- Associated Press - Wednesday, December 17, 2014

MOBILE, Ala. (AP) - As a girl, she’d skip off from the family business on Dauphin Street and dart through crowds, not even aware she was running through a golden age.

“I remember running down to Kress, cutting through Gayfers to get there,” says Deborah Gibson DeGuire.

Much has changed so those days in the 1950s and ‘60s. As Mobile sprawled westward, so did its major retail outlets. Downtown went through a deep decline followed by a long, slow rebound. Through it all, the A&M; Peanut Shop on Dauphin Street has been a fixture, and DeGuire has spent a lifetime watching downtown through its doorway.

“I’ve seen downtown through a lot of years and a lot of changes,” she says. “This is where I grew up. This is where I grew old. I’ve spent my whole life here. I love downtown.”

The shop was established in 1947 at a nearby location on Dauphin Street as part of a chain owned by Planters, and soon moved to the address it has occupied ever since. DeGuire’s father, Alfred Gibson, became manager of the store in 1949.



In 1963, when Planters opted to sell most of its retail outlets, he bought it and renamed it A&M;, for himself and his wife, Mary. After his death, his daughter took over in the early ‘90s. She’s coy about her age, though she concedes it’s north of the half-century mark.

Its continuity and its accessibility - a half-pound of freshly roasted peanuts still costs little more than pocket change - have made it a touchstone for countless visitors. It’s rare to find the place empty; and at a special event such as a recent art walk, it’s not unusual to see people waiting outside on the sidewalk for other customers to depart, so that there’s room for them to enter a narrow space dominated by the warmth and rustle of the ever-spinning roaster.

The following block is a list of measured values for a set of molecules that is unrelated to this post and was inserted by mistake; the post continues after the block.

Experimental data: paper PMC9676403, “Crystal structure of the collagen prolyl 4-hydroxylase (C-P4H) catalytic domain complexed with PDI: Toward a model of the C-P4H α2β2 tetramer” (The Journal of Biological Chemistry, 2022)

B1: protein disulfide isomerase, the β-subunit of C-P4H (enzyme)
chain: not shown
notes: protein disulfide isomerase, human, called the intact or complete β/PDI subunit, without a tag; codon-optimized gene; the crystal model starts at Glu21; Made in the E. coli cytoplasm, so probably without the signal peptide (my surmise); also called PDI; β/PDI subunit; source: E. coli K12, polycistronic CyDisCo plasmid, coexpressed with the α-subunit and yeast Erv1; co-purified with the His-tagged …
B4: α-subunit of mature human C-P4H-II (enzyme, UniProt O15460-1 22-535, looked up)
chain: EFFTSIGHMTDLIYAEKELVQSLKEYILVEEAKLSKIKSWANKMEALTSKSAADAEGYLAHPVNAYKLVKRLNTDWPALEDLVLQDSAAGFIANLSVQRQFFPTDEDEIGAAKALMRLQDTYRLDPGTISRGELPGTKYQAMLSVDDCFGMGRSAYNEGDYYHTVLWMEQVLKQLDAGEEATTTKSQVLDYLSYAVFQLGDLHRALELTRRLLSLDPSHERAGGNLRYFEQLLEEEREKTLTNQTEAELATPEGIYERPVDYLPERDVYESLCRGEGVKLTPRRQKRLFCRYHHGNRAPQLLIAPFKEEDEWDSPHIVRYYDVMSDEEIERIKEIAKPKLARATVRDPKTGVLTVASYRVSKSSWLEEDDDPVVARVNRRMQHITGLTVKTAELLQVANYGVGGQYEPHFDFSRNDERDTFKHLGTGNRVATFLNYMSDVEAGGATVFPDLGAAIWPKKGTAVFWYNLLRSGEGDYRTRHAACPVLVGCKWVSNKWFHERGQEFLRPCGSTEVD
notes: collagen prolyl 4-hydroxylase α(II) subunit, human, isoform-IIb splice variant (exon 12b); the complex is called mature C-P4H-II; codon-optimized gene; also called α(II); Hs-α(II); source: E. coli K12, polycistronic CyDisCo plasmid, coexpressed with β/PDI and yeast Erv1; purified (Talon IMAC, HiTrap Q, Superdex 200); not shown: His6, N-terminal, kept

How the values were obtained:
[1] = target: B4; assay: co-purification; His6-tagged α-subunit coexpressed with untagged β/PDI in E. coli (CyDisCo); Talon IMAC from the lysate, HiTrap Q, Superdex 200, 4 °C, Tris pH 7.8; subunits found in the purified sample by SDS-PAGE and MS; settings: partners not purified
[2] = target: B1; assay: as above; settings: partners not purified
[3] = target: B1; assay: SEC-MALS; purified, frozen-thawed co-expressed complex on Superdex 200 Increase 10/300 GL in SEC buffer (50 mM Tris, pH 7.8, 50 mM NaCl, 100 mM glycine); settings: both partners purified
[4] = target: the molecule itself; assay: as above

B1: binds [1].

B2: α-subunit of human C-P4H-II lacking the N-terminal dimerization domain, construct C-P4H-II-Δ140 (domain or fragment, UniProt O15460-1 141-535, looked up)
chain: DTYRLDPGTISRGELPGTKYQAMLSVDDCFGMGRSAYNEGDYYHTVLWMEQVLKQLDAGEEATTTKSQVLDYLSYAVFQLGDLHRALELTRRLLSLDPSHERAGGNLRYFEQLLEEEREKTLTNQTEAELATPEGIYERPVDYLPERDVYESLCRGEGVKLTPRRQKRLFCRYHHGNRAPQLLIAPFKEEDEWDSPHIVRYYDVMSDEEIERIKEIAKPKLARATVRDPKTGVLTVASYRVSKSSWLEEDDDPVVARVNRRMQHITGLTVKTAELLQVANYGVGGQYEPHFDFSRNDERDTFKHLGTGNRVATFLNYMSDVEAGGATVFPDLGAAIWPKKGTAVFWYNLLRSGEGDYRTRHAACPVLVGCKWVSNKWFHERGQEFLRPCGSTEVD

The smell of freshly roasted peanuts dominates the room and tends to stop passers-by in their tracks. Its promise is primal: You can get comfort food here, it says, in the handiest portion imaginable. And that paper bag of nuts will still be warm when you settle on a bench in Bienville Square or Cathedral Square and the squirrels begin to eye you with keen interest.

The sense of activity in the small space is no illusion: DeGuire says the shop employs three full-time workers and two part-timers.

“You’ll see sometimes four generations of families in the shop at one time,” DeGuire said of the venue’s nostalgic appeal.

Having lived through good times and bad, she can talk about subtleties within the simple golden age-decline-rebound narrative. The shop actually had some good years during downtown’s darkest days, she says, maybe because there was so little competition. And parking wasn’t an issue.

She’s well aware there’s a lingering stigma in some quarters, despite 20 years of gradual improvement. “I have a customer who comes down once a year to buy a Christmas gift. They say it’s the only time they come downtown ‘because it’s so bad down here,’” she says. “I had to tell them, it’s really not so bad. I come down here every day.”

And the ongoing recovery? Even for someone who takes the long view, it’s taking a while.

“They keep telling us to hold on, hold on,” she says. “We’ve heard that before.”

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